Early days of U.S. mission successful, but obstacles to Haitian stability remain U.S. INTERVENTION IN HAITI

September 25, 1994|By Gilbert Lewthwaite | Gilbert Lewthwaite,Sun Staff Correspondent

PORT-AU-PRINCE, Haiti -- Despite the firefight last night that killed several Haitians, the United States' intervention in Haiti has been a smooth operation, especially given that this time a week ago everyone was preparing for greater bloodshed.

U.S. forces control all this nation's strategically important ports and airports. They are increasingly visible in the major towns, including Cap-Haitien, where last night's clash occurred, and they have extended their presence ever deeper into the countryside.

They have ended the Haitian military's ability to put up any form of standing battle by destroying all their heavy weapons and have forced army dictator Lt. Gen. Raoul Cedras to call his thugs off the civilian population that has lived in terror for the past three years.

In the streets, the people are more relaxed than they have been for years, aware the U.S. troops are now ready to protect them.

Despite the initial impression of confusion over the soldiers' orders and their powerlessness to prevent the killing of one civilian demonstrator and the beating of others on Monday and Tuesday, the bottom line is that U.S. military control of this nation is now firm.

The killing of the demonstrator had one immediate effect, probably for the best. It alerted the Clinton administration to the danger of being perceived as too close to the Haitian dictatorship. While the military rules of engagement for U.S. troops were not changed, the priorities of the intervention force were. Protection of Haitians immediately went to the top of the list, lessening one potential threat to the popularity of the U.S. troops.

Enthusiastic welcomes

Almost everywhere they go, the intervention forces are being welcomed more as liberators than occupiers.

That, of course, could change if the relationship between them and the ordinary people sours, but, for now, they are the subjects of enthusiastic curiosity rather than any open animosity.

Even had the United States launched a full-scale invasion, only limited opposition was expected. The planned invasion was designed as a conspicuous display of totally overwhelming force, and most Haitian soldiers were expected to shed their uniforms and disappear into the crowds.

Certainly one of those would have been Sgt. Francois Saint-vil, 41, an 18-year army veteran, the father of two, who earns $50 a month at the military academy.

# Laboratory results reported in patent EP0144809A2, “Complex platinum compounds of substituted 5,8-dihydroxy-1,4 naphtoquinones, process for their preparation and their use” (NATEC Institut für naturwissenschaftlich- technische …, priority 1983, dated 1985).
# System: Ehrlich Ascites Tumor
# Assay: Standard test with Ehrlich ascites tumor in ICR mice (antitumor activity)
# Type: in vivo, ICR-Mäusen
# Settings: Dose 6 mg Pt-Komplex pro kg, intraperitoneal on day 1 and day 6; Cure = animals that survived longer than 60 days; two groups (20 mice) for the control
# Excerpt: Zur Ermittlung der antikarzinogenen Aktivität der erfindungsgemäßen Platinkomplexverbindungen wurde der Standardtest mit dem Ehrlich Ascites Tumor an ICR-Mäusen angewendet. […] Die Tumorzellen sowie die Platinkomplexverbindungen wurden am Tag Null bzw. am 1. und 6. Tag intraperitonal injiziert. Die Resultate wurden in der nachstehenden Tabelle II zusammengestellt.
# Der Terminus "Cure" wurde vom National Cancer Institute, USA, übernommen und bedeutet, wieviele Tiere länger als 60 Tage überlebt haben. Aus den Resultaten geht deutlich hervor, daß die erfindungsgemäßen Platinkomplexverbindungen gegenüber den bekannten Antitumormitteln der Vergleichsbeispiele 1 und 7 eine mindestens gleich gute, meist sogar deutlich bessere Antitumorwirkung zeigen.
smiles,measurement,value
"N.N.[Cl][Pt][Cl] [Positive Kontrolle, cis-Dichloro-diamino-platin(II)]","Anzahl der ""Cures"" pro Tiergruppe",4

"What should I do?" he asked. "I have only a .38 pistol. I have an M-16 or whatever. What would I have done if there had been an invasion? I would have stayed at home. And so would most of my


Weapons not deployed

If there was ever any real threat of a serious fight, it came from the Haitian army's elite heavy armored company at Fort D'Application, in the suburbs of Port-au-Prince. That threat was ended when U.S. special operations forces peacefully took control of the camp Wednesday and 24 hours later destroyed the personnel carriers, howitzers, anti-tank guns, mortars and recoilless rifles that the unit maintained.

To the amazement of the troops of the 3rd Special Forces Group, who first entered the camp, almost none of the heavy armor, including five Cadillac-made VF-150 armored vehicles, was deployed, although Haiti was under imminent threat of invasion.

Only a few 50 mm anti-aircraft guns around the camp's perimeter were ready to defend Haiti's major military installation, which would have been a prime target for the invasion force.

"They had it all stacked under one roof," said Chief Warrant Officer Peter Riopel of North Carolina, who helped destroy the weapons. "It was old, mostly World War II, but some World War I. None of it had been fired for a long time. I wouldn't have liked to fire any of it myself.

"Some of this stuff had 1909 stamped on it," he said. "The only other time I've seen weapons like it was in the 82nd Airborne museum."

Hard part remains

But if the initial military intervention has been a success, the hard part has yet to come -- the return of democracy in the form of President Jean-Bertrand Aristide. He is due to arrive once the generals depart from power -- but not from the country -- when a zTC law giving them amnesty is passed, or by Oct. 15 at the latest. That, not coincidentally, is the date when General Cedras' term as army commander runs out anyway.

There are two obvious dangers here:

One is an eruption of popular emotion in support of the populist priest with the risk of bloody street vengeance against the agents of terror in the army, police and militia.

The other is the projection of Father Aristide as a puppet of the United States if he is escorted into town by U.S. forces and given their protection.

There can be no doubt that he will need the tightest of security, given the bitter resentment among the powerful military and social elite here who have benefited from dictatorship in one form or another for most of this century.

Potential for violence

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